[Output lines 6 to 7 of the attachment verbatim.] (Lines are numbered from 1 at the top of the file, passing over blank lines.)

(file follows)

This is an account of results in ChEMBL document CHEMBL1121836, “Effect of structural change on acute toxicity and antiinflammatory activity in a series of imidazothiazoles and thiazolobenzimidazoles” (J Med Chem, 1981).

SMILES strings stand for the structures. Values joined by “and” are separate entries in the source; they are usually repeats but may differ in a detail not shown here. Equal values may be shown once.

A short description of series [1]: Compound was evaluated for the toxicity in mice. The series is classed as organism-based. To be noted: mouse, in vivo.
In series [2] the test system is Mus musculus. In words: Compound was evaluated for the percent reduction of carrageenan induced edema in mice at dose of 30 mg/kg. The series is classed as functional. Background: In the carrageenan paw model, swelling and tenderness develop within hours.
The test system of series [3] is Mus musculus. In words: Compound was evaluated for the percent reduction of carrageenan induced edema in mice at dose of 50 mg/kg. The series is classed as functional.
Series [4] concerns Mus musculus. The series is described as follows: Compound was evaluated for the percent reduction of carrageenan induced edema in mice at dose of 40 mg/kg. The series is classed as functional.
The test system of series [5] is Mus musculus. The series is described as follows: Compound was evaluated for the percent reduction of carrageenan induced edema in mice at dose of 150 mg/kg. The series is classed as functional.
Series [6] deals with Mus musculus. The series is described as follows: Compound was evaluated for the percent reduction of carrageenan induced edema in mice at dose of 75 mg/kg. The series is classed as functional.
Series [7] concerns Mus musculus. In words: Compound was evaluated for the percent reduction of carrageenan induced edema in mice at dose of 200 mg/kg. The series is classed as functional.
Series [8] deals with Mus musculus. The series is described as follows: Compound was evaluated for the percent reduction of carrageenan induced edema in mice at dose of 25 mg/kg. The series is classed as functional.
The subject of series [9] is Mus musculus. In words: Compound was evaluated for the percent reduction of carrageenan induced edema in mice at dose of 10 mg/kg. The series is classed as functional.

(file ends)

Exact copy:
Series [4] concerns Mus musculus. The series is described as follows: Compound was evaluated for the percent reduction of carrageenan induced edema in mice at dose of 40 mg/kg. The series is classed as functional.
The test system of series [5] is Mus musculus. The series is described as follows: Compound was evaluated for the percent reduction of carrageenan induced edema in mice at dose of 150 mg/kg. The series is classed as functional.